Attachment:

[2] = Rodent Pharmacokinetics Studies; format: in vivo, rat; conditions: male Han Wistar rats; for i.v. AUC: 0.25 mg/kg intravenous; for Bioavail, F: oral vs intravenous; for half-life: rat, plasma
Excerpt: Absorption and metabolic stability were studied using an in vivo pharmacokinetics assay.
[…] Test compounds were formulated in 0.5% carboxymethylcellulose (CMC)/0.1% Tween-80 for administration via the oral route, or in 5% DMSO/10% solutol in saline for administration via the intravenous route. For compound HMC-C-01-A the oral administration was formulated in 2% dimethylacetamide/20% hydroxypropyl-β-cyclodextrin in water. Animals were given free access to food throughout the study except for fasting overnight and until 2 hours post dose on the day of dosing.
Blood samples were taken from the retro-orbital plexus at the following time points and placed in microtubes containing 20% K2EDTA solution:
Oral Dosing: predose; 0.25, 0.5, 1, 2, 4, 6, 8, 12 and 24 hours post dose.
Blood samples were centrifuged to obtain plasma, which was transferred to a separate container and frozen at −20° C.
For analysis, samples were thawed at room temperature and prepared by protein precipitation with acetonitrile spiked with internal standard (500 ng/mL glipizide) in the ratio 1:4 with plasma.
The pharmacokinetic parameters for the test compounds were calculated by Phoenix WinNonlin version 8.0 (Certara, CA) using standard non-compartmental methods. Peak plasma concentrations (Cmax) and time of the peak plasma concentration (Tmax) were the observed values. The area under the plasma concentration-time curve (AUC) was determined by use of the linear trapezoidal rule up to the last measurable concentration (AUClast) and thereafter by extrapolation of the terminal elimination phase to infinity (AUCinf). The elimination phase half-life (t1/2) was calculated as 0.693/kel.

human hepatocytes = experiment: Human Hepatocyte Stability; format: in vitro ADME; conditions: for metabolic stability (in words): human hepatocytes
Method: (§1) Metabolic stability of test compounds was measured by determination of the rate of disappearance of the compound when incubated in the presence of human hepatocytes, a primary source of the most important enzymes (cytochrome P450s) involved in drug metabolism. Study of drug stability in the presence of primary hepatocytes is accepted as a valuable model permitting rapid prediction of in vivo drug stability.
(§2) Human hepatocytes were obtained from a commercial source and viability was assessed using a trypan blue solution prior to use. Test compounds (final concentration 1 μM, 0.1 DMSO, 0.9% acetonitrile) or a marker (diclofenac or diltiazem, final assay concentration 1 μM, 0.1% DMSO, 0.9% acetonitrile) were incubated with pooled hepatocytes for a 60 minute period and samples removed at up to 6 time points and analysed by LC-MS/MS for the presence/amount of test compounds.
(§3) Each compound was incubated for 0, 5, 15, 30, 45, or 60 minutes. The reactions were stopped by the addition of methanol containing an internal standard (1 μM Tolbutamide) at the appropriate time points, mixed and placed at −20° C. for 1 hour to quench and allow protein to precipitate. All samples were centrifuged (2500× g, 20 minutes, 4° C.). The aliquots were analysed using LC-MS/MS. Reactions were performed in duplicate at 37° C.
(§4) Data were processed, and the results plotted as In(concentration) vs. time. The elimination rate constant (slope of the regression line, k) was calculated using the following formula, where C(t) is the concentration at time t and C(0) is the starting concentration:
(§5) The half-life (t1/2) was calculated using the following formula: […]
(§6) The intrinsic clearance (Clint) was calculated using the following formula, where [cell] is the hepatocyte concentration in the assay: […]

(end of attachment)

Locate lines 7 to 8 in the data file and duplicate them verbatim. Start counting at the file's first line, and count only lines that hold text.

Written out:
For analysis, samples were thawed at room temperature and prepared by protein precipitation with acetonitrile spiked with internal standard (500 ng/mL glipizide) in the ratio 1:4 with plasma.
The pharmacokinetic parameters for the test compounds were calculated by Phoenix WinNonlin version 8.0 (Certara, CA) using standard non-compartmental methods. Peak plasma concentrations (Cmax) and time of the peak plasma concentration (Tmax) were the observed values. The area under the plasma concentration-time curve (AUC) was determined by use of the linear trapezoidal rule up to the last measurable concentration (AUClast) and thereafter by extrapolation of the terminal elimination phase to infinity (AUCinf). The elimination phase half-life (t1/2) was calculated as 0.693/kel.